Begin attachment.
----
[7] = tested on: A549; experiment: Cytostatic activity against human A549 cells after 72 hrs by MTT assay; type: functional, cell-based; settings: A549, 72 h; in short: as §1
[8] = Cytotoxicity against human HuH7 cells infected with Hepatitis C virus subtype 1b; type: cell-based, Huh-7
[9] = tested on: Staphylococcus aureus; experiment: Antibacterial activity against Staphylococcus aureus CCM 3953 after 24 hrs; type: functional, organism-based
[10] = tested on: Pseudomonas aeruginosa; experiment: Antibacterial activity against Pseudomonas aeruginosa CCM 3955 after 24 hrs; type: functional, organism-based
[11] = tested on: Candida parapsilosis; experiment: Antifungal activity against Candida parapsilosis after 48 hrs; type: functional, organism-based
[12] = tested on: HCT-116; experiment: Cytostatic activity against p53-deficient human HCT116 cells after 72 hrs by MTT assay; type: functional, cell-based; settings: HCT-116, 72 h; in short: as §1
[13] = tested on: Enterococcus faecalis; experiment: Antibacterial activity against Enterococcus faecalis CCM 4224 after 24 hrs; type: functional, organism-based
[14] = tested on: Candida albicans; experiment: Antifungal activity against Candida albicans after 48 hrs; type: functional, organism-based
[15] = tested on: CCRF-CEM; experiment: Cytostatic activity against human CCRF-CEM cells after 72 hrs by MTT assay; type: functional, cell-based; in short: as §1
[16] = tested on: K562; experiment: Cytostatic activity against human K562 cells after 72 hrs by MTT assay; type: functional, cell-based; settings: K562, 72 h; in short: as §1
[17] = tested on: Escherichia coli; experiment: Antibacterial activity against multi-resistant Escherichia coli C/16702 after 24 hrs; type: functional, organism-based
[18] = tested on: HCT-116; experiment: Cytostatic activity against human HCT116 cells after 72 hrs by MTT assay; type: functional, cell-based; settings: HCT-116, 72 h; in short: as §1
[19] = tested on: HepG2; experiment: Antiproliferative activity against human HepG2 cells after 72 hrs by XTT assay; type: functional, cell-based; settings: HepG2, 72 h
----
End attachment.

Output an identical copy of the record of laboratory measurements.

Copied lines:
[7] = tested on: A549; experiment: Cytostatic activity against human A549 cells after 72 hrs by MTT assay; type: functional, cell-based; settings: A549, 72 h; in short: as §1
[8] = Cytotoxicity against human HuH7 cells infected with Hepatitis C virus subtype 1b; type: cell-based, Huh-7
[9] = tested on: Staphylococcus aureus; experiment: Antibacterial activity against Staphylococcus aureus CCM 3953 after 24 hrs; type: functional, organism-based
[10] = tested on: Pseudomonas aeruginosa; experiment: Antibacterial activity against Pseudomonas aeruginosa CCM 3955 after 24 hrs; type: functional, organism-based
[11] = tested on: Candida parapsilosis; experiment: Antifungal activity against Candida parapsilosis after 48 hrs; type: functional, organism-based
[12] = tested on: HCT-116; experiment: Cytostatic activity against p53-deficient human HCT116 cells after 72 hrs by MTT assay; type: functional, cell-based; settings: HCT-116, 72 h; in short: as §1
[13] = tested on: Enterococcus faecalis; experiment: Antibacterial activity against Enterococcus faecalis CCM 4224 after 24 hrs; type: functional, organism-based
[14] = tested on: Candida albicans; experiment: Antifungal activity against Candida albicans after 48 hrs; type: functional, organism-based
[15] = tested on: CCRF-CEM; experiment: Cytostatic activity against human CCRF-CEM cells after 72 hrs by MTT assay; type: functional, cell-based; in short: as §1
[16] = tested on: K562; experiment: Cytostatic activity against human K562 cells after 72 hrs by MTT assay; type: functional, cell-based; settings: K562, 72 h; in short: as §1
[17] = tested on: Escherichia coli; experiment: Antibacterial activity against multi-resistant Escherichia coli C/16702 after 24 hrs; type: functional, organism-based
[18] = tested on: HCT-116; experiment: Cytostatic activity against human HCT116 cells after 72 hrs by MTT assay; type: functional, cell-based; settings: HCT-116, 72 h; in short: as §1
[19] = tested on: HepG2; experiment: Antiproliferative activity against human HepG2 cells after 72 hrs by XTT assay; type: functional, cell-based; settings: HepG2, 72 h